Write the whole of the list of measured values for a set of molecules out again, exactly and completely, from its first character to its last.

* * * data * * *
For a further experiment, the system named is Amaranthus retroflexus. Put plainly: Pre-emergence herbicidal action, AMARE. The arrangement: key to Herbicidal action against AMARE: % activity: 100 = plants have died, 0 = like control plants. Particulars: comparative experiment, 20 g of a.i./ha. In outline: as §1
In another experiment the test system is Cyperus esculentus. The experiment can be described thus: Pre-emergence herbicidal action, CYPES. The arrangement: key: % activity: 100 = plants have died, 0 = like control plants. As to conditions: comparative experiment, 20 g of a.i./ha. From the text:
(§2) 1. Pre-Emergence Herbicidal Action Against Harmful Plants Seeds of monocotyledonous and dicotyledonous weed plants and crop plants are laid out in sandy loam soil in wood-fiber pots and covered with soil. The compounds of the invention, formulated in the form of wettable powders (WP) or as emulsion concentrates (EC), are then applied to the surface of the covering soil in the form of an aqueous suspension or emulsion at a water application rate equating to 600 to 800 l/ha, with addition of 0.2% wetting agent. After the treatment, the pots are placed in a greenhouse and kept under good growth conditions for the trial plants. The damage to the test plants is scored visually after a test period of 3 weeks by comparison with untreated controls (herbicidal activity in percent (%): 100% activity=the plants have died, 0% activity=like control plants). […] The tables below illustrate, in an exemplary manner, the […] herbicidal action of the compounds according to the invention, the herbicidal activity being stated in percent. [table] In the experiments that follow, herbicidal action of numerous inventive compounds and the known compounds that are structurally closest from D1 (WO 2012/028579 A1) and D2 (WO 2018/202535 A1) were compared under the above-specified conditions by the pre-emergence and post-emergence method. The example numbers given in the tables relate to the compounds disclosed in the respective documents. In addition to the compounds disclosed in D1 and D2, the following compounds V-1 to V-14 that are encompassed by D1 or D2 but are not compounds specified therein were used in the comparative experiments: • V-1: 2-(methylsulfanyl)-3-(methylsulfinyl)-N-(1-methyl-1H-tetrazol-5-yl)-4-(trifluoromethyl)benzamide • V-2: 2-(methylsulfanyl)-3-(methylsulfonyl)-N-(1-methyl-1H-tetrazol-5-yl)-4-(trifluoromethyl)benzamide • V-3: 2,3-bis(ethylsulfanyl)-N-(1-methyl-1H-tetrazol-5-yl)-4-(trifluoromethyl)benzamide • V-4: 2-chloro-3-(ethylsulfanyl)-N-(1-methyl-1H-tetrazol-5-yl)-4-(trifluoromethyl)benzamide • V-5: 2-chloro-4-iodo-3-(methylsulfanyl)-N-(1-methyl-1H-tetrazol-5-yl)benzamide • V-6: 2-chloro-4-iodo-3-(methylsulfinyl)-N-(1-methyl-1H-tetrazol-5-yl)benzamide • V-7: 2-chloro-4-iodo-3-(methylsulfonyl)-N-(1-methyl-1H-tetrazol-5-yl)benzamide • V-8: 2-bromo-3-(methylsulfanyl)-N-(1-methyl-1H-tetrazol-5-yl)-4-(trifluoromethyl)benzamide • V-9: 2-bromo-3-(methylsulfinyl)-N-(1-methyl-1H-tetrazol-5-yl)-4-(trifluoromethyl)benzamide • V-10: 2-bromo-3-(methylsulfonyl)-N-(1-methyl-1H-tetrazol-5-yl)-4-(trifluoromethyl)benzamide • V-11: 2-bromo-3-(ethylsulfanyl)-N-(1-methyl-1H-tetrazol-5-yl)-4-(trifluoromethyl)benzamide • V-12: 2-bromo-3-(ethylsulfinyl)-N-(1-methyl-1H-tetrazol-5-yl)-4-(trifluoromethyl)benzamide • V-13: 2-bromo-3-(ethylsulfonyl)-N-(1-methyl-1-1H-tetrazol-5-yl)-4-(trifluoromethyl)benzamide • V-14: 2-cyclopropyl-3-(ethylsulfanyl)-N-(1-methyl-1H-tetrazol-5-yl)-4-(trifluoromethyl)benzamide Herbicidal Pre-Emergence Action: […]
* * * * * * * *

For a further experiment, the system named is Amaranthus retroflexus. Put plainly: Pre-emergence herbicidal action, AMARE. The arrangement: key to Herbicidal action against AMARE: % activity: 100 = plants have died, 0 = like control plants. Particulars: comparative experiment, 20 g of a.i./ha. In outline: as §1
In another experiment the test system is Cyperus esculentus. The experiment can be described thus: Pre-emergence herbicidal action, CYPES. The arrangement: key: % activity: 100 = plants have died, 0 = like control plants. As to conditions: comparative experiment, 20 g of a.i./ha. From the text:
(§2) 1. Pre-Emergence Herbicidal Action Against Harmful Plants Seeds of monocotyledonous and dicotyledonous weed plants and crop plants are laid out in sandy loam soil in wood-fiber pots and covered with soil. The compounds of the invention, formulated in the form of wettable powders (WP) or as emulsion concentrates (EC), are then applied to the surface of the covering soil in the form of an aqueous suspension or emulsion at a water application rate equating to 600 to 800 l/ha, with addition of 0.2% wetting agent. After the treatment, the pots are placed in a greenhouse and kept under good growth conditions for the trial plants. The damage to the test plants is scored visually after a test period of 3 weeks by comparison with untreated controls (herbicidal activity in percent (%): 100% activity=the plants have died, 0% activity=like control plants). […] The tables below illustrate, in an exemplary manner, the […] herbicidal action of the compounds according to the invention, the herbicidal activity being stated in percent. [table] In the experiments that follow, herbicidal action of numerous inventive compounds and the known compounds that are structurally closest from D1 (WO 2012/028579 A1) and D2 (WO 2018/202535 A1) were compared under the above-specified conditions by the pre-emergence and post-emergence method. The example numbers given in the tables relate to the compounds disclosed in the respective documents. In addition to the compounds disclosed in D1 and D2, the following compounds V-1 to V-14 that are encompassed by D1 or D2 but are not compounds specified therein were used in the comparative experiments: • V-1: 2-(methylsulfanyl)-3-(methylsulfinyl)-N-(1-methyl-1H-tetrazol-5-yl)-4-(trifluoromethyl)benzamide • V-2: 2-(methylsulfanyl)-3-(methylsulfonyl)-N-(1-methyl-1H-tetrazol-5-yl)-4-(trifluoromethyl)benzamide • V-3: 2,3-bis(ethylsulfanyl)-N-(1-methyl-1H-tetrazol-5-yl)-4-(trifluoromethyl)benzamide • V-4: 2-chloro-3-(ethylsulfanyl)-N-(1-methyl-1H-tetrazol-5-yl)-4-(trifluoromethyl)benzamide • V-5: 2-chloro-4-iodo-3-(methylsulfanyl)-N-(1-methyl-1H-tetrazol-5-yl)benzamide • V-6: 2-chloro-4-iodo-3-(methylsulfinyl)-N-(1-methyl-1H-tetrazol-5-yl)benzamide • V-7: 2-chloro-4-iodo-3-(methylsulfonyl)-N-(1-methyl-1H-tetrazol-5-yl)benzamide • V-8: 2-bromo-3-(methylsulfanyl)-N-(1-methyl-1H-tetrazol-5-yl)-4-(trifluoromethyl)benzamide • V-9: 2-bromo-3-(methylsulfinyl)-N-(1-methyl-1H-tetrazol-5-yl)-4-(trifluoromethyl)benzamide • V-10: 2-bromo-3-(methylsulfonyl)-N-(1-methyl-1H-tetrazol-5-yl)-4-(trifluoromethyl)benzamide • V-11: 2-bromo-3-(ethylsulfanyl)-N-(1-methyl-1H-tetrazol-5-yl)-4-(trifluoromethyl)benzamide • V-12: 2-bromo-3-(ethylsulfinyl)-N-(1-methyl-1H-tetrazol-5-yl)-4-(trifluoromethyl)benzamide • V-13: 2-bromo-3-(ethylsulfonyl)-N-(1-methyl-1-1H-tetrazol-5-yl)-4-(trifluoromethyl)benzamide • V-14: 2-cyclopropyl-3-(ethylsulfanyl)-N-(1-methyl-1H-tetrazol-5-yl)-4-(trifluoromethyl)benzamide Herbicidal Pre-Emergence Action: […]